2. T-Type Ca2+ Channels in the Heart

In the heart, T-type Ca2+ channels had been traditionally considered a minor player in cardiac calcium handling. In fact, the vast majority of calcium influx responsible for cardiomyocytes contraction is managed by the more abundantly expressed HVA Ca2+ channels. This view has developed over the last 30 years, and, nowadays, cardiac T-type Ca2+ channels are considered key regulators of cardiac automaticity, development, and excitation-contraction coupling in several animal models, including mouse, rat, cat, pig, and dog [2][16]. At the cardiac level, T-type Ca2+ current (ICaT) is carried mainly by the Cav3.1 and Cav3.2 sub-types [16][17]. Their expression in cardiac tissue reaches a maximum in embryonic development and dramatically falls in the post-neonatal phase [16][17]. In particular, the amount of T-type Ca2+ channels decrease by about 80% from the embryonic stage to adulthood [18]. During fetal development, Cav3.2 is the most abundant sub-type expressed throughout the heart [19]. In the perinatal stage, the expression of Cav3.2 starts to decrease, while Cav3.1 levels rise and become the predominant adult cardiac sub-type [20]. In the adult heart, T-type Ca2+ channels are not expressed in ventricular myocytes, and tend to localize in the conduction system, and in all cell types, characterized by automaticity, where they exert a pacemaker role and function in the depolarization of the sinoatrial nodal cells. The Cav3.1/Cav3.2 ratio varies between different animal models, probably underlying the distinctive heart rates of different mammalian species [16]. Moreover, an inverse correlation has been described between sinoatrial ICaT amplitude and body size, with smaller animals exhibiting a more prominent T-type current [1]. Despite this body of evidence, ICaT has never been directly recorded in human nodal cells [1][21]. On the other hand, transcripts of both Cav3.1 and Cav3.2 have been found in the human sinoatrial node [8][22], with only Cav3.1 detected at the protein level [23]. Some evidence suggests a functional role of ICaT in humans, as oral administration of mibrefradil, a relatively selective T-type Ca2+ channel inhibitor, reduced the pacemaker activity of the sinus node [24]. Finally, T-type Ca2+ channels are involved in the diseased heart. Indeed, despite not being expressed in healthy adult cardiomyocytes, as already mentioned, an increase in ICaT has been reported in several animal models of heart failure and cardiac hypertrophy [17][25][26]. A greater expression of ICaT can lead to alteration of intracellular calcium handling, intracellular calcium accumulation, and unbalanced calcium signaling. In fact, as demonstrated by knock-out mice, Cav3.2 is involved in the cardiac hypertrophic response, either mediated by mechanical stress, pressure overload, or angiotensin II infusion [27].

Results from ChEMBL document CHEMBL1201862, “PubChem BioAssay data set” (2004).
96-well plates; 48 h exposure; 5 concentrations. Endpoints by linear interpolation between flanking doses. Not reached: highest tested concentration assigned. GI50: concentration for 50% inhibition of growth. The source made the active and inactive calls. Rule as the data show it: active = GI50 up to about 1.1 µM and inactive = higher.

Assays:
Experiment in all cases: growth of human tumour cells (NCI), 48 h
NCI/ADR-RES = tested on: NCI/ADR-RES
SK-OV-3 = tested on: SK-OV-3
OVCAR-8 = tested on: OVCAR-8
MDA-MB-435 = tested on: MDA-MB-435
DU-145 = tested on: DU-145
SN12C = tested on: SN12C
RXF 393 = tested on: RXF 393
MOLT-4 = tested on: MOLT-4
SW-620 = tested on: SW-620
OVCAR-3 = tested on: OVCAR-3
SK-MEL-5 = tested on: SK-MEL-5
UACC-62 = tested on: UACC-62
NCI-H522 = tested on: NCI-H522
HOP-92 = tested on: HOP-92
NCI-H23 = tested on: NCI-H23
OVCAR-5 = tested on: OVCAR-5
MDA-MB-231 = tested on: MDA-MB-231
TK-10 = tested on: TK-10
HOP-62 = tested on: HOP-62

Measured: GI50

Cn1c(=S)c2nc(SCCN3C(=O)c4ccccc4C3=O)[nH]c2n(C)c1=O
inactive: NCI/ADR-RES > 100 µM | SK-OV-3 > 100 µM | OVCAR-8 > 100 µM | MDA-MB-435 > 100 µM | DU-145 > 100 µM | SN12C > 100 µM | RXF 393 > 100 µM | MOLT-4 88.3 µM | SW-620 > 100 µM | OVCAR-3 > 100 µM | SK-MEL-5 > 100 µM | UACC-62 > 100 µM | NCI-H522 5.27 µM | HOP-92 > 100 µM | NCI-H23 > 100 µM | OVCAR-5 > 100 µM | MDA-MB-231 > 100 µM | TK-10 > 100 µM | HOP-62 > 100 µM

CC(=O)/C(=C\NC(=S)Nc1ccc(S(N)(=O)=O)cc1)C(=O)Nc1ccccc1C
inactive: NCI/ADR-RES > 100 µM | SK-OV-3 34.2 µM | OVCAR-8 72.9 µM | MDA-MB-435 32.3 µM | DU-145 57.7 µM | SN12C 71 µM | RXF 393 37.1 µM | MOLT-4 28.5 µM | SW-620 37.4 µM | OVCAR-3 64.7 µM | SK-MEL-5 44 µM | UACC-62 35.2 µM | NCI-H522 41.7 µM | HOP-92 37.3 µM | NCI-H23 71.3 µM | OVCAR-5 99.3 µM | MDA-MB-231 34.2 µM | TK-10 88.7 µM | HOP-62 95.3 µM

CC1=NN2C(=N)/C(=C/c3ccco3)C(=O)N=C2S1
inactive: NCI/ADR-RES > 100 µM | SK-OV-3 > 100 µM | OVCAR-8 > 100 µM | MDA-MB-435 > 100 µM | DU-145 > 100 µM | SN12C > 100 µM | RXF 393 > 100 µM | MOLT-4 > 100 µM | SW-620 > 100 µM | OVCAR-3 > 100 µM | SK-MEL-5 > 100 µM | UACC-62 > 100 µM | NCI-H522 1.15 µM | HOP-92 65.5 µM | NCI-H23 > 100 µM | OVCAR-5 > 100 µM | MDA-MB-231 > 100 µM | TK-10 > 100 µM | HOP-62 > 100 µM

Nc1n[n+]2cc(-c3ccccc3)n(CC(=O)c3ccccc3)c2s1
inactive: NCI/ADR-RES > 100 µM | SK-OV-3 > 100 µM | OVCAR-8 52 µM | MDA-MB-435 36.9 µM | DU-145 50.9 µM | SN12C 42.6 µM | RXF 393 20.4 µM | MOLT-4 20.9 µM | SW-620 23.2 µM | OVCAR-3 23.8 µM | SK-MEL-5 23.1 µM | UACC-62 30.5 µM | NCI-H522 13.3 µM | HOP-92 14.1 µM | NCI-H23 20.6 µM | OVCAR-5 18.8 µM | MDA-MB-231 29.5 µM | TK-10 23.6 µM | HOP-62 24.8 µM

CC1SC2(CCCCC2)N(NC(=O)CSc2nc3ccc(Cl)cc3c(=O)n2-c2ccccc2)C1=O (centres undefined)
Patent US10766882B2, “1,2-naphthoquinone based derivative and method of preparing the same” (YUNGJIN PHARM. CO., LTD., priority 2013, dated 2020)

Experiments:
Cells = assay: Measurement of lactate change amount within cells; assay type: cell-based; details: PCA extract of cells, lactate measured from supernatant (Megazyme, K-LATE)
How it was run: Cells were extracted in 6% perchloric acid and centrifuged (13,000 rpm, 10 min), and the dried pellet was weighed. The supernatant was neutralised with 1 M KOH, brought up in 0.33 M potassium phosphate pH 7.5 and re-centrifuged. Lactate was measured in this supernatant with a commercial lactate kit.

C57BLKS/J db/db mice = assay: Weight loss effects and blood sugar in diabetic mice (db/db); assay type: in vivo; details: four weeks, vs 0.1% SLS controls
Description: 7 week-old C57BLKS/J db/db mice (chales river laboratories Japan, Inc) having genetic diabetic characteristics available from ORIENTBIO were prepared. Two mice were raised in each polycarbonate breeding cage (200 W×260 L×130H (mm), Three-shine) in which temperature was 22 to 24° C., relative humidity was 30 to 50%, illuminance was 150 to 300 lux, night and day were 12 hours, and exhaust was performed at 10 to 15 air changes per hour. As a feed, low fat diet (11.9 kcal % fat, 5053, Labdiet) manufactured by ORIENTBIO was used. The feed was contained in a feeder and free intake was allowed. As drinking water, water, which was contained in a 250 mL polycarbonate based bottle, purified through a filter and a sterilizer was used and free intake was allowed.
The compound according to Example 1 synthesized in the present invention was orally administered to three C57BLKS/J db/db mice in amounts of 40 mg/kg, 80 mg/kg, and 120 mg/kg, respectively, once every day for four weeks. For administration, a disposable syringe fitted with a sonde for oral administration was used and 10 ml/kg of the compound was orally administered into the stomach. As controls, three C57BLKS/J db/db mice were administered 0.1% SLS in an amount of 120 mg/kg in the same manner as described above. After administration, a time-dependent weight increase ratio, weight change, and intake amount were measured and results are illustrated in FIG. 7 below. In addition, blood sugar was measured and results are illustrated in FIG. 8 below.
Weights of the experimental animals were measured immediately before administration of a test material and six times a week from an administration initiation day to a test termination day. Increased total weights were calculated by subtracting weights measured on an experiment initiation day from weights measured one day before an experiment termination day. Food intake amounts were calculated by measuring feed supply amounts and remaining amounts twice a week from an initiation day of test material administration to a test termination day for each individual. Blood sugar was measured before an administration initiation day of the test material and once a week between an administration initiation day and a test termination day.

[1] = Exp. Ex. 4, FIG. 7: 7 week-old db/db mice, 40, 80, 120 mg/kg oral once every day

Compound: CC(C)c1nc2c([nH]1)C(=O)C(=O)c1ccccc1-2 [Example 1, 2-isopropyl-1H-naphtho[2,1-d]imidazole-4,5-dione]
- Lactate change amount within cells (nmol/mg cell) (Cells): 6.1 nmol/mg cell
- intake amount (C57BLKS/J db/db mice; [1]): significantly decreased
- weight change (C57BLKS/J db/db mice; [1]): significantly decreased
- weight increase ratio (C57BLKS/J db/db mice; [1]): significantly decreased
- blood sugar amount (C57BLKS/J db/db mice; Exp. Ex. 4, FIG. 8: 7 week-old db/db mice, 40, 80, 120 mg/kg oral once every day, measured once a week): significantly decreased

3. T-Type Ca2+ Channels in Pain Modulation and in Chemotherapy-Induced Peripheral Neuropathy

T-type Ca2+ channels were first described in peripheral sensory neurons whose cell bodies are located in the dorsal root ganglia (DRGs) [28]. DRGs are key sites for the mechanism underlying chronic and/or neuropathic pain perception [29]. Within this context, T-type Ca2+ channels, and in particular the Cav3.2 sub-type, are key players in the acute nociceptive processing induced by reducing agents [30] and are also associated with chronic pain symptoms in rats with peripheral axonal injury [31]. Interestingly, Cav3.2 seems to be particularly highly expressed in a subpopulation of nociceptive, capsaicin-sensitive DRG neurons (called “T-rich”) which exhibit T-type, but not L-type, calcium currents [32]. The role of Cav3.2 in pain perception is confirmed by several studies on different pain models in which channel expression and/or activity are increased after pain-inducing treatments, such as DRG chronic compression, spinal nerve ligation, paclitaxel-induced peripheral neuropathy, and others (for review see [33]). Despite the mounting evidence of an association, the mechanism underlying the increase of Cav3.2 in pain models remains elusive. There is a general inconsistency among studies focused on changes in total protein expression, as some reported an increase while others have observed no change. More agreement is found regarding surface protein expression which is suggested to be augmented in both early and late phases of chronic pain [34][35]. At least, in the latter, this is thought to be related to reduced internalization, due to lower levels of ubiquitination as a direct consequence of the overexpression of the ubiquitin-specific cysteine protease 5/isopeptidase (USP5) [36][37], which interacts with the III-IV linker of the Cav3.2 T-type channel, enhancing its stability.